Septic arthritis requires prompt treatment to avoid irreparable damage. Systemic broad-spectrum antibiotics are indicated; the initial choice is based on the most likely pathogen but is subject to change based on culture and sensitivity tests. Systemic antibiotic treatment is often combined with intra-articular antibiotics (to achieve more effective sterilization of the joint) and other local therapy, including joint lavage (initially) and arthroscopic debridement and drainage. Adjunctive treatment with NSAIDs (eg, phenylbutazone) is also done. The effectiveness of treatment is monitored carefully with clinical signs and repeat synovial fluid analyses.

Osteoarthritis

(Degenerative joint disease)

Osteoarthritis is a progressive degradation of articular cartilage and represents the end stage of most of the other diseases discussed above if treatment is ineffective or the initial problem is too severe. For this reason, prompt diagnosis and correct management of traumatic synovitis and capsulitis, intra-articular fractures or traumatic cartilage damage, osteochondritis dissecans, subchondral cystic lesions, and septic arthritis are critical.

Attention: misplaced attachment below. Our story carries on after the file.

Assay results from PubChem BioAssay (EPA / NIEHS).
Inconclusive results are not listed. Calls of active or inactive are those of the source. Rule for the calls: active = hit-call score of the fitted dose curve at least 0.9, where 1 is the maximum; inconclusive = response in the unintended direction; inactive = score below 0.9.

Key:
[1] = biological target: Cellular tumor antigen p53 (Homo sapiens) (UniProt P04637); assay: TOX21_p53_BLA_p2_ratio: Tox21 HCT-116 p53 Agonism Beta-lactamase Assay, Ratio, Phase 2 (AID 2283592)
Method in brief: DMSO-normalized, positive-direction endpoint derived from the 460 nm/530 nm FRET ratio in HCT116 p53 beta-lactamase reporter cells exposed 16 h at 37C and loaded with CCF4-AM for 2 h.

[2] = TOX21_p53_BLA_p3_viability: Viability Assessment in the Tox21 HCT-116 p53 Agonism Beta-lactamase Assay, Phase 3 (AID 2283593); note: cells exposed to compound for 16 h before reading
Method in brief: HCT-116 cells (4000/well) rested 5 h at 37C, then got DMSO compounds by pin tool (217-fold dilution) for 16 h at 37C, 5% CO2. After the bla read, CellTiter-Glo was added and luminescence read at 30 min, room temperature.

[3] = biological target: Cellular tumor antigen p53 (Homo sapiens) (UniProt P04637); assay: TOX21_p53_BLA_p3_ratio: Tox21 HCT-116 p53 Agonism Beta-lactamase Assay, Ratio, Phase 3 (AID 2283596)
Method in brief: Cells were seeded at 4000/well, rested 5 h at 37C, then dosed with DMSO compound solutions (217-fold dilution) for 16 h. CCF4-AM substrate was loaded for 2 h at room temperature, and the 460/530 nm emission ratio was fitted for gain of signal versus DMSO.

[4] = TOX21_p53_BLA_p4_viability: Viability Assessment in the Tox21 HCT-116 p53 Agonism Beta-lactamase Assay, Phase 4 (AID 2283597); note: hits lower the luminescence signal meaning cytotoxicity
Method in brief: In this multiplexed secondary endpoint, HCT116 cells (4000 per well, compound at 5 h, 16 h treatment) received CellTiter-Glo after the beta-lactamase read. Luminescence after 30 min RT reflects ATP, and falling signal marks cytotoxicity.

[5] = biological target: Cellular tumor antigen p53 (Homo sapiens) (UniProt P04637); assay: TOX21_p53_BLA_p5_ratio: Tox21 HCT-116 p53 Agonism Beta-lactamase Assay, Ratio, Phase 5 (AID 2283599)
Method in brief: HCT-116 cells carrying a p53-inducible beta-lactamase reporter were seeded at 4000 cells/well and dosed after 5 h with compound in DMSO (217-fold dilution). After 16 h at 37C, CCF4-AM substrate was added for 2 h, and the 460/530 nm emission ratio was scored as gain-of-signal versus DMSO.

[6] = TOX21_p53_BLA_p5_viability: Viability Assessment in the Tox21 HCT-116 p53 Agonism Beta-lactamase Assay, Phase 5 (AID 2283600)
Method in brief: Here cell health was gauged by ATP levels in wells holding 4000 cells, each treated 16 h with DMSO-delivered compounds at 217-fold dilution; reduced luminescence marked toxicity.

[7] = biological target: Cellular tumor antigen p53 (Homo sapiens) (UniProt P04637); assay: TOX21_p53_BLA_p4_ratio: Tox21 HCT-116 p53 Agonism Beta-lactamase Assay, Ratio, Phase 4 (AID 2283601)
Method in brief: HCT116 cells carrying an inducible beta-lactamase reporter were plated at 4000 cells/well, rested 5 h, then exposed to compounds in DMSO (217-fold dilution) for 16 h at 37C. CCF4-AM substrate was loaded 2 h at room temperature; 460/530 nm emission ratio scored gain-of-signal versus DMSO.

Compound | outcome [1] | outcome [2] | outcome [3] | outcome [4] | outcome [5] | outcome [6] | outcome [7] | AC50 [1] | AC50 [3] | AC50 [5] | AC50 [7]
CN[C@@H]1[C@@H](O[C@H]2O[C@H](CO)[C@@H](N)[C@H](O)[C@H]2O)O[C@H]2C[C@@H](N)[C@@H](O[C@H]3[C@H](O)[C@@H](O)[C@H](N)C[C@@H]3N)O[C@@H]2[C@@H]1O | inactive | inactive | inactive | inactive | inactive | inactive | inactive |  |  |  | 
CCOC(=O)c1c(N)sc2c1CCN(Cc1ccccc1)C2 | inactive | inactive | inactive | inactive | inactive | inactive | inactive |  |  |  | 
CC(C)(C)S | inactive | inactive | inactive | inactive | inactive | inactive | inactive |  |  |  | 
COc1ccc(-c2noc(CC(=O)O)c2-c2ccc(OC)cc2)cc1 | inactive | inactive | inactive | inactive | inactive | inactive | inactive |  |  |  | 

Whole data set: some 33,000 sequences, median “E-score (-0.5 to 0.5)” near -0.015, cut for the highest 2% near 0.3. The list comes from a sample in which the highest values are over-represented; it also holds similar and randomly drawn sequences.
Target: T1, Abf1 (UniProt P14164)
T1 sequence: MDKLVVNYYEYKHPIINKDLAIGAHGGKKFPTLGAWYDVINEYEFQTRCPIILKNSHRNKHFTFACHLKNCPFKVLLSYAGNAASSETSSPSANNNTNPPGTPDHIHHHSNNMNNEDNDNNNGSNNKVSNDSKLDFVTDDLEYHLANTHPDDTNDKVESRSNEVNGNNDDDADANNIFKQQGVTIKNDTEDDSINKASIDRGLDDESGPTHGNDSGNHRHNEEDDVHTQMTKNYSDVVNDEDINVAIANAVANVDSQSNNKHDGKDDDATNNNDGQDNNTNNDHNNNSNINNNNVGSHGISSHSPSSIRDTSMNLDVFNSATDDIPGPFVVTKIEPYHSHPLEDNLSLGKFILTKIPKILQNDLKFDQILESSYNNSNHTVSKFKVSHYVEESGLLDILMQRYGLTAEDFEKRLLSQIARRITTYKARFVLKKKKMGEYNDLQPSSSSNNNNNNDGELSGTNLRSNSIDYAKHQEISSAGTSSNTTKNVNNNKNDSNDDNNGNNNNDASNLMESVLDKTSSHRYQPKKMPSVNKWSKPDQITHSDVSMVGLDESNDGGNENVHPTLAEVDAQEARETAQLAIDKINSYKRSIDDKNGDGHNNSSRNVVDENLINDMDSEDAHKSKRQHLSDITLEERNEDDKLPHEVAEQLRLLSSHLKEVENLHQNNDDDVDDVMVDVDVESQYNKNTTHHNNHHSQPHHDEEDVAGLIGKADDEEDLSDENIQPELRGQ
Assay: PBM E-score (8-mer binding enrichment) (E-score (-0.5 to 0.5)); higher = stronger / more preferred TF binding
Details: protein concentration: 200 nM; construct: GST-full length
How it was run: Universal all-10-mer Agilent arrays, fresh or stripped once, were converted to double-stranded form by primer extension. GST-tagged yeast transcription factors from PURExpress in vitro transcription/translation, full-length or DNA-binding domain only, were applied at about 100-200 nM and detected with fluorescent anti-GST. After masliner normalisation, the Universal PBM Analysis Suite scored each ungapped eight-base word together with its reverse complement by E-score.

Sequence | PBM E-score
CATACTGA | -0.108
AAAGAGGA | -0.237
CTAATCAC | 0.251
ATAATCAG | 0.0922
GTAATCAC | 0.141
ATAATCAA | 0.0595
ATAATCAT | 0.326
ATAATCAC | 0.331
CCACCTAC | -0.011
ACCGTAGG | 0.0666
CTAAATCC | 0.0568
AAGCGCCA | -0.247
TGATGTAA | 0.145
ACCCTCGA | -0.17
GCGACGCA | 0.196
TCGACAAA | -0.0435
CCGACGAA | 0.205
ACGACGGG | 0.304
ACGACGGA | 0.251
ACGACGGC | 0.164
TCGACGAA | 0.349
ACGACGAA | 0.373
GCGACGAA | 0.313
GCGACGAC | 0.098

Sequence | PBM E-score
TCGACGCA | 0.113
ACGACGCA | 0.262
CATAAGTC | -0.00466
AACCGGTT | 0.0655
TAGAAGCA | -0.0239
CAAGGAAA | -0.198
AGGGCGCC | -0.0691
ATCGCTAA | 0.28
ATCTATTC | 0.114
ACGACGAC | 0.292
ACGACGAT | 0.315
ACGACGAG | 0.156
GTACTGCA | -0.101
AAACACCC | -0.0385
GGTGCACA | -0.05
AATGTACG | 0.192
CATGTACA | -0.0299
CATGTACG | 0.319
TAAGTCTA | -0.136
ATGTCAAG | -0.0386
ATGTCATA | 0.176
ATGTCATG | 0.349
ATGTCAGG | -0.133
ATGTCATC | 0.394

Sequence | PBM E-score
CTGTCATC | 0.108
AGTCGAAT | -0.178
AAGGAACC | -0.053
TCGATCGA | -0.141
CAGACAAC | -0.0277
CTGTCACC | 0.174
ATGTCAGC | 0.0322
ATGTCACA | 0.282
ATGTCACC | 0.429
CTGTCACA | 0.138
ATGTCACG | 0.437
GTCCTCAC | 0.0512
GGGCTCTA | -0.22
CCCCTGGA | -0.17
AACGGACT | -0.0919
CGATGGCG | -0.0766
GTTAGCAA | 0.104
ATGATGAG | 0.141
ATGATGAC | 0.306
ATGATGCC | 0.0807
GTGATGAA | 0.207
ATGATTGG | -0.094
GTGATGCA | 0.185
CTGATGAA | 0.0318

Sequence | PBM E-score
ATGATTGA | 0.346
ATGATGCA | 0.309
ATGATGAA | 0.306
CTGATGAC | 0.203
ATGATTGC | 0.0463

Lameness can be localized with analgesia to the affected joint. There are varying degrees of synovial effusion, joint capsule fibrosis, and restricted motion (decreased flexion). Radiographic signs of osteoarthritis include decreased joint space, osteophytosis, enthesitis, and subchondral sclerosis. In less severe cases, articular degradation requires definition with arthroscopy.

Treatment of osteoarthritis is most commonly palliative and includes the use of NSAIDs, polysulfated intra-articular glycosaminoglycans, intra-articular corticosteroids, IV hyaluronic acid, and IM pentosan polysulfate. The use of intra-articular autologous conditioned serum has also been validated. Physical therapy regimens may prove useful. Arthroscopy is commonly performed to diagnose the extent of articular cartilage loss, as well as to treat primary conditions such as articular cartilage separation, meniscal tears, and ligamentous injury. In advanced cases of osteoarthritis, surgical fusion (arthrodesis) may be performed on selected joints. Surgical fusion of the proximal interphalangeal joint (pastern) or distal tarsal joints can effect athletic soundness. Fetlock arthrodesis is also done in valuable animals and makes them comfortable and capable of breeding. Treatment is usually unsuccessful in chronic cases in bulls and cows, but restricted exercise and careful feeding and nursing prolong the life of and can be worthwhile for valuable breeding animals.

Last full review/revision January 2015 by C. Wayne McIlwraith, BVSc, PhD, DSc, FRCVS, DACVS, DACVSMR